1. Abdominal obesity
  2. High triglycerides in the blood
  3. Low HDL-Cholesterol
  4. High blood pressure
  5. High fasting blood sugar.

If you have at least 3 of the above abnormalities, then you are suffering from MS[1].

Management

Changes in lifestyle

The underlying factors that contribute to the development of MS are obesity, physical inactivity, and atherogenic diet. If you look closely at the three factors, they can be mitigated by lifestyle changes, such as engaging in more physical exercises and shifting to non-atherogenic diet.

Increase physical activities

It is a well-known fact that physical exercises are needed by your body. If you engaged in it, among other beneficial effects, your high blood pressure will go down, and your body weight will not increase that much as compared to not having physical exercises at all. By not having excess weight, you will be removing one of the components of MS which is abdominal obesity.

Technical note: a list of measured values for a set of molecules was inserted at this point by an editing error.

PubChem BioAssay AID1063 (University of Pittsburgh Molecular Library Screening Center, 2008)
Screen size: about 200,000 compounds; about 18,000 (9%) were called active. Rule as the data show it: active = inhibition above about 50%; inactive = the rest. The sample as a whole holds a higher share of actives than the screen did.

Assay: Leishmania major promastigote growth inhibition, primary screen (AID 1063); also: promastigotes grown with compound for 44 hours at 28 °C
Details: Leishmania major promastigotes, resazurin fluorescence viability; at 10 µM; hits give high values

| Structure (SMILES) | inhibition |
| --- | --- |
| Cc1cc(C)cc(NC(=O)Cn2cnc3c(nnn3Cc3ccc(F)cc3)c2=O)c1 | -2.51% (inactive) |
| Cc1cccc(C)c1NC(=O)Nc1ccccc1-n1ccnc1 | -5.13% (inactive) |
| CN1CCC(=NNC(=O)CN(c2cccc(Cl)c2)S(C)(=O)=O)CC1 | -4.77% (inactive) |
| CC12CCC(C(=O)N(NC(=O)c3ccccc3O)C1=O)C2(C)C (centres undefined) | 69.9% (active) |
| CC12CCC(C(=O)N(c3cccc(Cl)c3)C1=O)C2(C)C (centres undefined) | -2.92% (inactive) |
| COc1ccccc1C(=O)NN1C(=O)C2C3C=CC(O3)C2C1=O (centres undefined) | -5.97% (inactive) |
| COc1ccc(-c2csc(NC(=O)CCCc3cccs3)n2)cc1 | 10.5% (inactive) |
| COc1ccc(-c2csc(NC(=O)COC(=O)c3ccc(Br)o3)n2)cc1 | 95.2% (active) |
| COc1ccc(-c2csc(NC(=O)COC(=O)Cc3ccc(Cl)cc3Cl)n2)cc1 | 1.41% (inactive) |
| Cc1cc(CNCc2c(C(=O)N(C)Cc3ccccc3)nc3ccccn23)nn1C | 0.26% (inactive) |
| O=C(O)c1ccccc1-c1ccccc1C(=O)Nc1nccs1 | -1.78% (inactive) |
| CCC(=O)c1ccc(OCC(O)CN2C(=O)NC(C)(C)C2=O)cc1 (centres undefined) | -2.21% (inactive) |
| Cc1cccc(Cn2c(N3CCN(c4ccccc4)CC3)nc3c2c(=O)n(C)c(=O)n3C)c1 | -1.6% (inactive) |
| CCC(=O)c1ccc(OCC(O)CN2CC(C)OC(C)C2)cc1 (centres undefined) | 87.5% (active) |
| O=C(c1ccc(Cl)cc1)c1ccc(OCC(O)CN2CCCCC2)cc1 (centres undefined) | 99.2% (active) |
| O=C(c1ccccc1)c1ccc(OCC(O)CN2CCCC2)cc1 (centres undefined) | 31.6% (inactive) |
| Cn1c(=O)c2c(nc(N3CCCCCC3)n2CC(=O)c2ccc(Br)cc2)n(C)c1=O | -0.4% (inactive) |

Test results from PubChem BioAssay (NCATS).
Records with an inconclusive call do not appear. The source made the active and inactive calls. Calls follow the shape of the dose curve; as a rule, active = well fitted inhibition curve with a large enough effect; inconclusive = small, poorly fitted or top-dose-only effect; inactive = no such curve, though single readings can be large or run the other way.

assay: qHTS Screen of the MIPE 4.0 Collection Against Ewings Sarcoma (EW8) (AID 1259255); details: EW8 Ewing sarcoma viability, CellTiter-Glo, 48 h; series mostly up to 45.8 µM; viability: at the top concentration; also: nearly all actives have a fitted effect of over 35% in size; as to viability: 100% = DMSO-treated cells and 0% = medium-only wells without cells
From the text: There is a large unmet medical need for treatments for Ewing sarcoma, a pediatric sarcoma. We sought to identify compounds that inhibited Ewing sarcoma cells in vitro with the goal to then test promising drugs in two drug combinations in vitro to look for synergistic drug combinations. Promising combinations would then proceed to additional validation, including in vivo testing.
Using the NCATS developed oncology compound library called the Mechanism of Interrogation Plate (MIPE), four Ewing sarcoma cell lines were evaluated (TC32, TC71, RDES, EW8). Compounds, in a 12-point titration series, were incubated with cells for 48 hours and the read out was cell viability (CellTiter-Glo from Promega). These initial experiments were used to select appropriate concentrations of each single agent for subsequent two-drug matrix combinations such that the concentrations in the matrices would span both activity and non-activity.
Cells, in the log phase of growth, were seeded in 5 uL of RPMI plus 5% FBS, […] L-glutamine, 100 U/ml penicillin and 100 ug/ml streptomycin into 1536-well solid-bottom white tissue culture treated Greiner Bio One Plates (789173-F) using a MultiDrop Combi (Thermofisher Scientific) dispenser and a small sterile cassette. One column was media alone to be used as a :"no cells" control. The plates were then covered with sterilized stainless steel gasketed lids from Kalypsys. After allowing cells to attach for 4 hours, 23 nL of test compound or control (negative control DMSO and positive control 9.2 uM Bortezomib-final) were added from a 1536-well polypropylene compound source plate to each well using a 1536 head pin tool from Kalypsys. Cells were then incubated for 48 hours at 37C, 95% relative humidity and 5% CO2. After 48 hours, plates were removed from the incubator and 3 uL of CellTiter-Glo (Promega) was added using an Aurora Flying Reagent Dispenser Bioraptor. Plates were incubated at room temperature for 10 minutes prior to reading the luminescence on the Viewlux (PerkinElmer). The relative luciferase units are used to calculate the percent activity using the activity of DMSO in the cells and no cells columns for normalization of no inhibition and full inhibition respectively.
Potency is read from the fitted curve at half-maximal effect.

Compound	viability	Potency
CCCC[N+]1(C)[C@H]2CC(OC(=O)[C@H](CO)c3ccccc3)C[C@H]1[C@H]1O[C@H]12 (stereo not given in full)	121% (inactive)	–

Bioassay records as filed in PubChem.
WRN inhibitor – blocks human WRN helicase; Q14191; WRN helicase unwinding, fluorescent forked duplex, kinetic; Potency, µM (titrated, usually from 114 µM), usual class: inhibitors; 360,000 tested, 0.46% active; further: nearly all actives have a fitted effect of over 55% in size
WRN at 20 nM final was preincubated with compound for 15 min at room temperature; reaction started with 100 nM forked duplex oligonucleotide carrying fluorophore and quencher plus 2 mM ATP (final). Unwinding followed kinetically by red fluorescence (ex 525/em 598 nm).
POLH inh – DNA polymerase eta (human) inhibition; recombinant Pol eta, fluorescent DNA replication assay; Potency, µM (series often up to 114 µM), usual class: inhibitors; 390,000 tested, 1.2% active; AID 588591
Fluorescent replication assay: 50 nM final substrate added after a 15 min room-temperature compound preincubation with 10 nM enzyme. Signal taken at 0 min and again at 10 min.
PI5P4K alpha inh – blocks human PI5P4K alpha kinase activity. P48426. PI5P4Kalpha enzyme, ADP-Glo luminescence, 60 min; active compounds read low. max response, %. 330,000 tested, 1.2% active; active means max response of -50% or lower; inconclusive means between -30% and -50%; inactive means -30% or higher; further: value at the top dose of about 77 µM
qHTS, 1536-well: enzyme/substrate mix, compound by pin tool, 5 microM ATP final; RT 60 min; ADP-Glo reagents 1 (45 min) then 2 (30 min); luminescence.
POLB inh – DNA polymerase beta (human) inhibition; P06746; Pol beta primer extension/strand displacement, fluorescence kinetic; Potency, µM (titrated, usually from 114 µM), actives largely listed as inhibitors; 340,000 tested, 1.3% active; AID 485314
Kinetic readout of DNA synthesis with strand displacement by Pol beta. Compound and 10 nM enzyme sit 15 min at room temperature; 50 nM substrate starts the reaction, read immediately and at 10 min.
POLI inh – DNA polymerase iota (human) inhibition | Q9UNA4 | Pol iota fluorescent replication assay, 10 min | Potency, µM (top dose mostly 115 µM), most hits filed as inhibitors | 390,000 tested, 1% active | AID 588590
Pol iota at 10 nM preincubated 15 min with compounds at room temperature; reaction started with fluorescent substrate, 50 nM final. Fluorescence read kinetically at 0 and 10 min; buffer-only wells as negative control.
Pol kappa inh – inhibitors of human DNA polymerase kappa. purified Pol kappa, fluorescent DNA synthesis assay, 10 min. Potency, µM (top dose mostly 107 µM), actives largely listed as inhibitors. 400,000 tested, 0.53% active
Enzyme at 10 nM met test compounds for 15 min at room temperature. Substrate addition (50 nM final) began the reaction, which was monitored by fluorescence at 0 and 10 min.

The least that you can do is to have walking for at least 30 minutes—daily. If you cannot do this, then you need to contrive on having physical exercises, such as parking a little bit far from your point of destination, then walk! Have shopping then while transferring from one place to another, you do a brisk walking! You can think of other ways of giving yourself physical exercises. However, ensure that you can afford to do them.

Shift to non-atherogenic diet

A diet is said to be atherogenic when it is rich in saturated fats (SFs). They are found in meats, coconut, palm oil, palm kernel oil, butter, egg yolks, milk, and milk products (except fat-free) [2]. It has been established from researches that if your diet is high in SFs, the level of your low-density lipoprotein (LDL) cholesterol is also high [3]. You should remember that LDL cholesterol is also known as the bad cholesterol, because it carries cholesterolmolecules away from   your liver and deposit them to far-away structures, such as the blood vessels. When LDL cholesterol is deposited in the internal lining of the blood vessels, atherosclerosis takes place, and the blood vessels become inelastic, leading to the development of hypertension. {You can read on Powertec(144)}.